In 134 years, watch out for comet Swift-Tuttle comet to be tracked for chance it might hit Earth

October 20, 1992|By Newsday

New calculations suggest a tiny chance that a large comet that is now nearing the sun may take a swipe at Earth when it returns again in 134 years.

Although the chances of comet Swift-Tuttle hitting Earth in the year 2126 are extremely small, a collision could perhaps snuff out much of the life on Earth.

The Earth's surface is marked by craters from such collisions. It is thought that such an incident 60 million years ago erased much of the life on Earth, including the dinosaurs.

The comet is thought to be a chunk of ice and rock about 6 miles in diameter, moving in an orbit that takes it close to the sun every 130 years.

Brian Marsden, director of the International Astronomical Union's Central Telegram Bureau, in Cambridge, Mass., alerted the world's astronomers to the tiny hint of the danger yesterday. He said "it appears prudent to attempt to follow Swift-Tuttle for as long as possible" after its current trip close to the sun.

Tracking Swift-Tuttle with telescopes as it leaves the sun might help define its orbit, letting astronomers estimate chances of collision. "That is our greatest defense, to follow it out as far as we can with telescopes in the southern hemisphere," Mr. Marsden said. "That would let us get enough observations to be reasonably sure it won't hit us."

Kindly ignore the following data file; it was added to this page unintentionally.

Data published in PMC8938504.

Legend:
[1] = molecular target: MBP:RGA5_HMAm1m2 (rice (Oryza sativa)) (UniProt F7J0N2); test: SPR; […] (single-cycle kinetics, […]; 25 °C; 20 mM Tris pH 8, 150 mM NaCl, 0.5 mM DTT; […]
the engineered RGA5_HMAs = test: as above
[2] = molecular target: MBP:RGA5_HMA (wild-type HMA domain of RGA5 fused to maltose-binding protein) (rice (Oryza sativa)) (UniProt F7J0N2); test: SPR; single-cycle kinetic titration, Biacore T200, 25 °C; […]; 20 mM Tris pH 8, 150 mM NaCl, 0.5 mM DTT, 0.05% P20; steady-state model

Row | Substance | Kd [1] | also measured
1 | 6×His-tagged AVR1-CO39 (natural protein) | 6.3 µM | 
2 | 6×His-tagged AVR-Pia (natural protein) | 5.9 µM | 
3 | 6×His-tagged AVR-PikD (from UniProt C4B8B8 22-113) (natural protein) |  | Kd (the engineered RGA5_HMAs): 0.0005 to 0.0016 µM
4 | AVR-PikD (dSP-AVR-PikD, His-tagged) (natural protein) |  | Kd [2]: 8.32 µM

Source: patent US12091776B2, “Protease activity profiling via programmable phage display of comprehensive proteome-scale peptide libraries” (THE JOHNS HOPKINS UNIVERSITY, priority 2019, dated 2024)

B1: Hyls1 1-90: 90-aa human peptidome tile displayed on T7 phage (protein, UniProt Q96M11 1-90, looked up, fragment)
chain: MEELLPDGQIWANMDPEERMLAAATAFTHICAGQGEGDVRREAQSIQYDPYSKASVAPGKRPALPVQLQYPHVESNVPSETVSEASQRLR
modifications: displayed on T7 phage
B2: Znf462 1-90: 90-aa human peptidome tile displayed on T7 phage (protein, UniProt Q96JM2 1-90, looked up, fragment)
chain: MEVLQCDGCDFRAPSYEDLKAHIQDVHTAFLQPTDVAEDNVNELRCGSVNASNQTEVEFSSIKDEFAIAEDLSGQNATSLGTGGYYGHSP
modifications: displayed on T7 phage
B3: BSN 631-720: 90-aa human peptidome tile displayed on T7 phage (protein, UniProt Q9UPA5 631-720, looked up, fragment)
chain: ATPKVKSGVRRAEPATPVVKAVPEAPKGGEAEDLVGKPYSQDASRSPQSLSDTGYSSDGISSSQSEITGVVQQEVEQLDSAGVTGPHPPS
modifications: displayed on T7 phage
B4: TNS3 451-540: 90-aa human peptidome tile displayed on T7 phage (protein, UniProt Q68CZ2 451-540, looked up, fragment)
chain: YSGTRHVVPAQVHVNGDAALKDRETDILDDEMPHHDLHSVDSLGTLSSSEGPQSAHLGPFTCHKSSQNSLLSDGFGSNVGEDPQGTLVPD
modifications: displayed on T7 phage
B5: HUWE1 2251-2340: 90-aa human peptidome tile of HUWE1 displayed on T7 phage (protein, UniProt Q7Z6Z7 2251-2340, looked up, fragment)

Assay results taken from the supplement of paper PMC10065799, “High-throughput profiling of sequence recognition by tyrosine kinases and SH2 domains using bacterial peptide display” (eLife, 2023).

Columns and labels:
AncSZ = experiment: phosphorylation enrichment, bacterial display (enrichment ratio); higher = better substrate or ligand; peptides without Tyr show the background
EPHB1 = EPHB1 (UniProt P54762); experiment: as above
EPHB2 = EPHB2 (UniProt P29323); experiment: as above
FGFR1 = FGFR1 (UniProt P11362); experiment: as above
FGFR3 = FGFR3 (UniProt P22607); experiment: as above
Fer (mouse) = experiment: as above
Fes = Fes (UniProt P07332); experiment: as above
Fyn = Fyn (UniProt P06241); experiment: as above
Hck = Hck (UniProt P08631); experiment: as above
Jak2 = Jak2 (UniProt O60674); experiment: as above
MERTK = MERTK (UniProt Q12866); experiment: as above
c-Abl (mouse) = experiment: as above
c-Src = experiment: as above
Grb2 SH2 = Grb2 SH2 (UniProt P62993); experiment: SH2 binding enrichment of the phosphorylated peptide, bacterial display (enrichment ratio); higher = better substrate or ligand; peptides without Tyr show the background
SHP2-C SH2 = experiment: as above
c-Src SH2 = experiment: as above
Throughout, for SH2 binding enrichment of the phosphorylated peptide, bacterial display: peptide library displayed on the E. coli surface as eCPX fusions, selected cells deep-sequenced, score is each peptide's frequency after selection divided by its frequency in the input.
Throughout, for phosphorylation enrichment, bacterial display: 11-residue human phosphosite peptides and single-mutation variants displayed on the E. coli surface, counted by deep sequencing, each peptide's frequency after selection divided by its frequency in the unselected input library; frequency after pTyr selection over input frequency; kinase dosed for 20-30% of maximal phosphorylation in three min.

Mr. Marsden said his calculations of Swift-Tuttle's orbit indicate it will return to visit the sun July 11, 2126. But because of irregularities in the comet's travels, a change of only 15 days in the timing of its return "could cause the comet to hit the Earth on Aug. 14, 2126."

Chances are much, much larger, however, that the comet will not hit Earth. "The odds are that it will miss. There's a much greater chance it will miss us by a respectable amount, tens of millions of miles," Mr. Marsden said. As it passes this time, Swift-Tuttle will be about 110 million miles from Earth.

Astronomer Fred Whipple, former director of the Harvard-Smithsonian Center for Astrophysics, also in Cambridge, thinks the danger of collision is essentially nil.

"The Earth is a pretty small target when you look at it from an astronomical point of view," Mr. Whipple said. "I wouldn't consider doing anything about it, except watch for it when it comes back next time. There's no reason for people to be scared."

Comet and asteroid specialist Donald Yeomans, at the Jet Propulsion Laboratory in California, said, "The orbit [of the comet] is so poorly known, and the Earth's diameter is so small, that I frankly don't know why" Mr. Marsden notified astronomers.

Mr. Marsden voiced concern about Swift-Tuttle mostly because of its unpredictability. Astronomers had expected it to return in 1981, but it arrived 11 years late.

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